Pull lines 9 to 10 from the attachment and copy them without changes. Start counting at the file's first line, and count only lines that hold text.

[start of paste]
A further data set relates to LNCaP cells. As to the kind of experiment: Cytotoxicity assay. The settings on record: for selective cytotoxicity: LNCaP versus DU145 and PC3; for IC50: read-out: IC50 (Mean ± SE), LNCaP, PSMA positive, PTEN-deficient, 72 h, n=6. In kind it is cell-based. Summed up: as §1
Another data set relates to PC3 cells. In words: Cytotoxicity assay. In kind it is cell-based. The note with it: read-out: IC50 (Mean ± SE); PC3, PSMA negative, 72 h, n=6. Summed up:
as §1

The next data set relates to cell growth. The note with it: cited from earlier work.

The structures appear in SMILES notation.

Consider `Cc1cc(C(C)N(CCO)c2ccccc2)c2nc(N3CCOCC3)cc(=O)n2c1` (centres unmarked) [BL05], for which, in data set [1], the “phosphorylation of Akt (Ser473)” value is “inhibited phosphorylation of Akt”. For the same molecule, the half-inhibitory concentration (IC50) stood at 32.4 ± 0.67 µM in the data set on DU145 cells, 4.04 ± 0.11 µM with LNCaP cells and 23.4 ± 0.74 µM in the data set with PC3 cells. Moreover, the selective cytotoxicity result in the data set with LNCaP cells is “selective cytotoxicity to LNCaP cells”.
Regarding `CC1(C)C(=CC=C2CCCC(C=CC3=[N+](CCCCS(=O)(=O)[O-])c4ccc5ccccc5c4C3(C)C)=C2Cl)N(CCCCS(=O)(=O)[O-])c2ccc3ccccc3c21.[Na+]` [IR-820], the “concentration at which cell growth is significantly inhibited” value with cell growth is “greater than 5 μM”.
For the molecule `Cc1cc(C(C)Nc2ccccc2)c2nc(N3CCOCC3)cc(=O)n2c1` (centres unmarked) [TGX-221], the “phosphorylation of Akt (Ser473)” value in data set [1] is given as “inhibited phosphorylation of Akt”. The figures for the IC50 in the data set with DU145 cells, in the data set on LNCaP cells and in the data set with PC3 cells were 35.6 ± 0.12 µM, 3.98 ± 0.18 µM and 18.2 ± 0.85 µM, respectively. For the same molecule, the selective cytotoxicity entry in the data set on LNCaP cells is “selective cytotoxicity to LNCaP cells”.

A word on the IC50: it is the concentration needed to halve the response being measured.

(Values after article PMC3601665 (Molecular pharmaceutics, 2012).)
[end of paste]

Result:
A word on the IC50: it is the concentration needed to halve the response being measured.

(Values after article PMC3601665 (Molecular pharmaceutics, 2012).)